Tip and reward programs enable individuals to submit tips, sometimes anonymously, to law enforcement or private organizations working with law enforcement about crimes involving prescription drugs (theft, fraud, etc.). Some programs offer monetary rewards for tips that lead to arrests.
To encourage individuals with information about prescription drug diversion to come forward and report it to law enforcement
- Tip and reward programs were established by the U.S. Drug Enforcement Administration (DEA), which accepts tips from individuals about potential crimes in its jurisdiction, including prescription drug diversion (DEA, 2015).
- The programs can be implemented by private and non-governmental organizations working with law enforcement, such as prescription drug manufacturers, to offer rewards for tips on prescription drug diversion (RxPatrol, 2012; RxTip, 2015).
- Tip and reward programs can be instituted as clearinghouses of “data related to pharmacy robberies, burglaries and theft that involve the loss of controlled substances” for law enforcement (RxPatrol, 2012, ¶ 1).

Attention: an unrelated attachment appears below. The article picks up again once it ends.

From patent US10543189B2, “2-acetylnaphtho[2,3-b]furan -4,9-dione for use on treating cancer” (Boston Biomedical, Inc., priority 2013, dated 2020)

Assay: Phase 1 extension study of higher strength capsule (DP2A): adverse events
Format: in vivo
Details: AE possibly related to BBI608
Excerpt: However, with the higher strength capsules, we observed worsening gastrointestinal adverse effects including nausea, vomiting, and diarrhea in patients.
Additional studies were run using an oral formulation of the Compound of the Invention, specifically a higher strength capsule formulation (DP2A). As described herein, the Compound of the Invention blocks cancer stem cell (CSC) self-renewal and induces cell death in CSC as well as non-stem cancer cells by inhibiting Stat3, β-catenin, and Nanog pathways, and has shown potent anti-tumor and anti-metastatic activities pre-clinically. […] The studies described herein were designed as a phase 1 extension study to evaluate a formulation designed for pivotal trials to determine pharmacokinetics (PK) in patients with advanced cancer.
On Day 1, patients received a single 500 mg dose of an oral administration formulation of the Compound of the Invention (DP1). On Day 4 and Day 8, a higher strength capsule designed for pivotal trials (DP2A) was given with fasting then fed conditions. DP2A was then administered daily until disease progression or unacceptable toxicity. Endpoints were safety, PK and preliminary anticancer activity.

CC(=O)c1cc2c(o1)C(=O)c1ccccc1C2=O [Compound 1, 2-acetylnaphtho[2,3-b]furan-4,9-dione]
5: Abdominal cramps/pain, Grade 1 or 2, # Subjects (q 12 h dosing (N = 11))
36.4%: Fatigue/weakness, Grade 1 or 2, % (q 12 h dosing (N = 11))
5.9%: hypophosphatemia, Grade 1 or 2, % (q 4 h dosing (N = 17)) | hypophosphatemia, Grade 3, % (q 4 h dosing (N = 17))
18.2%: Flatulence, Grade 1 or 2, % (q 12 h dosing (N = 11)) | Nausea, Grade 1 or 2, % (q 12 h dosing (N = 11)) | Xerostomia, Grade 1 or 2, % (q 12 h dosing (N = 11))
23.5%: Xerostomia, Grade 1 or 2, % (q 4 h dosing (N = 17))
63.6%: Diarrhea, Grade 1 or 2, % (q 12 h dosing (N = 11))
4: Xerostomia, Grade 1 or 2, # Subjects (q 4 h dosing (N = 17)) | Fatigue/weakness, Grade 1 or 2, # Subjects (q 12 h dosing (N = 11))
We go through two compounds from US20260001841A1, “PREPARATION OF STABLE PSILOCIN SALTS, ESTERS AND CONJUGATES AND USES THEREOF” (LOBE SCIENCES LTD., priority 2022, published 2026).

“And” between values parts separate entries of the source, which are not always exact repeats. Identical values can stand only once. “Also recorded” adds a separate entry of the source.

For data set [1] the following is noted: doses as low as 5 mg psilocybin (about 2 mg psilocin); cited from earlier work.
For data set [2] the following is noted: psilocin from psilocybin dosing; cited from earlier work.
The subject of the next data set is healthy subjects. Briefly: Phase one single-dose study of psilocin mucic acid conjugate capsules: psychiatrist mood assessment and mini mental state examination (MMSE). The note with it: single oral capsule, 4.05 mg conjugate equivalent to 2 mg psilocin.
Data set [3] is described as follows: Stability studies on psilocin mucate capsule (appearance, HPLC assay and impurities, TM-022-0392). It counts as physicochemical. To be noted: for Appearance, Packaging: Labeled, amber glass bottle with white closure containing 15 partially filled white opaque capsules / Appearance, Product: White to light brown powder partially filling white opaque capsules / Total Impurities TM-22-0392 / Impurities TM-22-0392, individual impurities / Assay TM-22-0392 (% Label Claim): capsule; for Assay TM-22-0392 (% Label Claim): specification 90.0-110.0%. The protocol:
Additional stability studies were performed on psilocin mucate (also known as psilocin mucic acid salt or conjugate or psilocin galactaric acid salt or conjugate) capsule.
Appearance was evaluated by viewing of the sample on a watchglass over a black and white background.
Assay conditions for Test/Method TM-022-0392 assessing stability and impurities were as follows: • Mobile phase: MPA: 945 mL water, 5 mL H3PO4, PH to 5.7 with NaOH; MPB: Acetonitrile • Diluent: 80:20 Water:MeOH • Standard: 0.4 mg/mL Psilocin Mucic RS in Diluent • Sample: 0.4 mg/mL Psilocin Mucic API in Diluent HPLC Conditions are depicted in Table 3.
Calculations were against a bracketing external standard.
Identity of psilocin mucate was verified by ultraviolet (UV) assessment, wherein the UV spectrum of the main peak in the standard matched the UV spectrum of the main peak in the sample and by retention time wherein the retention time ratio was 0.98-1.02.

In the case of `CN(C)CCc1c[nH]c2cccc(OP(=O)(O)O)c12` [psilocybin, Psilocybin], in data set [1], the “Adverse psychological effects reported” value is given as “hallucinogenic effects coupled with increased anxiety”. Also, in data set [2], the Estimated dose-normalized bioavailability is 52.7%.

- Such programs can promote formal or informal relationships between pharmacies, federal and state agencies, and other security professionals as they work to better address crimes involving prescription drugs (RxPatrol, 2012).
- Monetary reward sizes will likely vary, depending on the nature of the tip (RxPatrol, 2012).
- Note: RxPatrol offers rewards of up to $2,500 for tips that lead to arrests. The DEA offers rewards of up to $5 million, but only for arrests of major drug traffickers (RxPatrol, 2012; U.S. Department of State, n.d.).
- Programs can choose to use different reporting tools (hotlines, online forms, etc.).
- Some programs accept anonymous tips.
Law enforcement, the general public
No outcome data have been found regarding the role of tip and reward programs in preventing the nonmedical use of prescription drugs and/or its consequences.
No acknowledgements have been found regarding the role of tip and reward programs in preventing the nonmedical use of prescription drugs and/or its consequences.
RxPatrol. (2012). What’s RxPatrol? Retrieved from http://www.rxpatrol.com/aboutrxpatrol/
RxTip. (2015). About the program. Retrieved from rxtip. org/about-the-program/
U.S. Department of State. (n.d.). Narcotics Reward Program: Target information. Retrieved from https://www.state.gov/j/inl/narc/rewards/
U.S. Drug Enforcement Administration. (2015). Submit a tip. Retrieved from https://www.dea.gov/submit-tip